Towards the centre of the Irish Sea, like a ship ploughing though the water, lies the Isle of Man. Tall cliffs and rocky shores at the southern end of the island lead into upland heaths and hills, dropping away to a flat plain in the north before sliding into the sea.
Surrounded by Wales, England, Scotland and Northern Ireland, the Isle of Man is at the heart of the British Isles, but not a part of the United Kingdom of Great Britain and Northern Ireland; of which the Manx are fiercely proud. The island has its own parliament, the Tynwald, claimed to be the oldest continuous parliament the world, celebrating its millennium in 1979.
Peel, on the rugged west coast, is the island’s only “city” (on account of the Cathedral), and was the arrival point for many raiders, invaders and settlers, including the Norse who brought their system of laws with them.
The harbour is dominated by the imposing Peel Castle, piled on top of rocky St Patrick’s Isle. Celtic Christian monastic buildings were built on by the Norse, under command of King Magnus Barelegs, and the castle took shape. Centuries of Manx history lie within the castle walls; defences against raids from the sea; pagan Vikings buried in Christian graveyards; the first cathedral; the artillery positions and garrisons from the Napoleonic wars.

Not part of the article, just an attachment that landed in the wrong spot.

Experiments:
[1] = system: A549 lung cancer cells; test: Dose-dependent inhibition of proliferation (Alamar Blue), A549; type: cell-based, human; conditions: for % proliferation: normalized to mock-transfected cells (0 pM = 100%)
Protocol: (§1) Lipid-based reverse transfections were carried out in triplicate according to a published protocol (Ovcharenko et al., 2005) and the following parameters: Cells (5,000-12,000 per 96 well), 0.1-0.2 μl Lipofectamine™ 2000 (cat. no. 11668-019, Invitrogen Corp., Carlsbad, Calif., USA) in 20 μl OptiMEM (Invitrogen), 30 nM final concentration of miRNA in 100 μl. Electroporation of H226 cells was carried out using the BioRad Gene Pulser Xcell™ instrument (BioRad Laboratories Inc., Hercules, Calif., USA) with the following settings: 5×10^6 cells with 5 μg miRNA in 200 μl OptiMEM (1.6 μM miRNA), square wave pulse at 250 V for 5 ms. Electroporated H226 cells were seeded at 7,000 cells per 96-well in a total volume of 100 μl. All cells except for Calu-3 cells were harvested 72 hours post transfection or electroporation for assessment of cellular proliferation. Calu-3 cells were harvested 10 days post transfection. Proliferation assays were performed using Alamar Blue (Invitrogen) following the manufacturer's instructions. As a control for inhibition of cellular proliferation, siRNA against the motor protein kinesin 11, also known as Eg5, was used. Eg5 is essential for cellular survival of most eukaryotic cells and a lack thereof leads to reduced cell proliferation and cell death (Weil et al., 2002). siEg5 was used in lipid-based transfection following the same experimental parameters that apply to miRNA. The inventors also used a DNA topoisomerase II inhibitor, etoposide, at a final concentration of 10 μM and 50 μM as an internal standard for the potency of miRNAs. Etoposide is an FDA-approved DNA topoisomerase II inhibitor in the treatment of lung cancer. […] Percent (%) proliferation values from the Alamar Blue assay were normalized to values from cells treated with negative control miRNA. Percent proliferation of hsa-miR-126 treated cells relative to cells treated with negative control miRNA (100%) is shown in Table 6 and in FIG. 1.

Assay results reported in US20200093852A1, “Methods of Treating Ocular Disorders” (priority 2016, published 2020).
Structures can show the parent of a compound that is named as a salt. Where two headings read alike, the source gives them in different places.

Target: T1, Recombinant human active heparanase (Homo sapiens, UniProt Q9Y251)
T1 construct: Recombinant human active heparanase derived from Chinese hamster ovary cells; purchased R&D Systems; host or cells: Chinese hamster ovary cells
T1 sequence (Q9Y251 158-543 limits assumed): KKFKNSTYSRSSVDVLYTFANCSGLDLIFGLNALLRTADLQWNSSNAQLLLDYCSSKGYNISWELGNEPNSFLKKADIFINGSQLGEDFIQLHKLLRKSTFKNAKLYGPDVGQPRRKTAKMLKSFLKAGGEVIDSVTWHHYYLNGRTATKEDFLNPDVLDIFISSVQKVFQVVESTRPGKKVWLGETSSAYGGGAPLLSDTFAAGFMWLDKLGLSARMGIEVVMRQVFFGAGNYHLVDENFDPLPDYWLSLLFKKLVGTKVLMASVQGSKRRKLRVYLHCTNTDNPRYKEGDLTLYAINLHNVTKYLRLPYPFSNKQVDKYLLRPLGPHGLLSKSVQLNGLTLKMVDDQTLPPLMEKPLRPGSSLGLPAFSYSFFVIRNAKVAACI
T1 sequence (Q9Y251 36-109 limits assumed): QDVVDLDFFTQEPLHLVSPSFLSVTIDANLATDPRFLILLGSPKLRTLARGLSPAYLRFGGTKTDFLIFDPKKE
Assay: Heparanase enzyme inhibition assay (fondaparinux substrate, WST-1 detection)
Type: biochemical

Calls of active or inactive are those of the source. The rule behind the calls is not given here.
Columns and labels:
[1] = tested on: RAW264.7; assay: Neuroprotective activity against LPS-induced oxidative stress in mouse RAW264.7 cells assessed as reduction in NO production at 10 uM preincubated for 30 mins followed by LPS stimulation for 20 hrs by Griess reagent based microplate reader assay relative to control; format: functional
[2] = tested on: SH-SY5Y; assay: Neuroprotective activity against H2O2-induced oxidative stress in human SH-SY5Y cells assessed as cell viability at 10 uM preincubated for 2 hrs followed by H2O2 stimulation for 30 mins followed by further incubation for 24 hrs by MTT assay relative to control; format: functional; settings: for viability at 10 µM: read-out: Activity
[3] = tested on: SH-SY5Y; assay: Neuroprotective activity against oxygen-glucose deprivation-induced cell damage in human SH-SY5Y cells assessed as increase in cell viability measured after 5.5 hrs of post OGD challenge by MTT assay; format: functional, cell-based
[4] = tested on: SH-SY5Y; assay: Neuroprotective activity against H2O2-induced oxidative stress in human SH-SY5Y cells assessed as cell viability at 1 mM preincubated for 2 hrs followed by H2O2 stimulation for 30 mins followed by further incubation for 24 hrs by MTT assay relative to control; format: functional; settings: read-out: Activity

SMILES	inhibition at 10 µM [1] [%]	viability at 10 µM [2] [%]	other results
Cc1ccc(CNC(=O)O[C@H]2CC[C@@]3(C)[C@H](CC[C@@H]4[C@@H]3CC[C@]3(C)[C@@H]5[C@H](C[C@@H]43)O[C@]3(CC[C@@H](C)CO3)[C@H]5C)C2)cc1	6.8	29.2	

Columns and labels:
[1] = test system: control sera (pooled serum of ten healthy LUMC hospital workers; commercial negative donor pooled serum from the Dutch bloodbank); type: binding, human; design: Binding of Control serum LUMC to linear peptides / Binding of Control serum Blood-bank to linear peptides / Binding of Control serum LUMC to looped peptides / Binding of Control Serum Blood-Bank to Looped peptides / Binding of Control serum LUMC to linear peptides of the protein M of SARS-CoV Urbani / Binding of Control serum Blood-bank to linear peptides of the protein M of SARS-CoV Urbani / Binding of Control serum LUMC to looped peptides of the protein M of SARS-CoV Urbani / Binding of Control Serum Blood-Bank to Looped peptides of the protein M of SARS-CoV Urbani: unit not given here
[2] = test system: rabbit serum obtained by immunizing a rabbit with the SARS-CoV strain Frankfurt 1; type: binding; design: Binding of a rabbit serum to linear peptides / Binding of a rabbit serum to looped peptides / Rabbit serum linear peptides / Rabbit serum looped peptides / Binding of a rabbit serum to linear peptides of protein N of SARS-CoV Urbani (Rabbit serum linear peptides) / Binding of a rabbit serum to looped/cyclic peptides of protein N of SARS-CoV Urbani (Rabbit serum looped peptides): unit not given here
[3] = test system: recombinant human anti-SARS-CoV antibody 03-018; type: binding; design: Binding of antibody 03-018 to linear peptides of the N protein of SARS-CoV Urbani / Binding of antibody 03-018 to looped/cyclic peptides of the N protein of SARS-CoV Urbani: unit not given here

The best views of the castle are from the outer harbour at water level, ideally towards the bottom of a spring tide, when the high arched window of the chancel looms above the bay. But if you haven’t arrived in Peel on a Viking longship, then the view from the carpark at the end of the causeway is just as impressive, especially with waves washing up Fenella Beach.
Entry into the Castle is £5 for an adult, or there is a combination ticket with entry to the House of Manannan, including an audio guide to the history of the site. There is also a walk around the outside of the Castle walls, accessible through an archway at the top of the breakwater.
After walking round the Castle walls, I hiked up Peel Hill to a strange tower on the heath high over the cliffs. Nothing whatsoever to do with the Castle, it was a built as a folly by a local eccentric, in a spot where he enjoyed the view. The castle was completely hidden by the hill, however, the clear skies meant I could see the coasts of Ireland and Scotland off in the distance.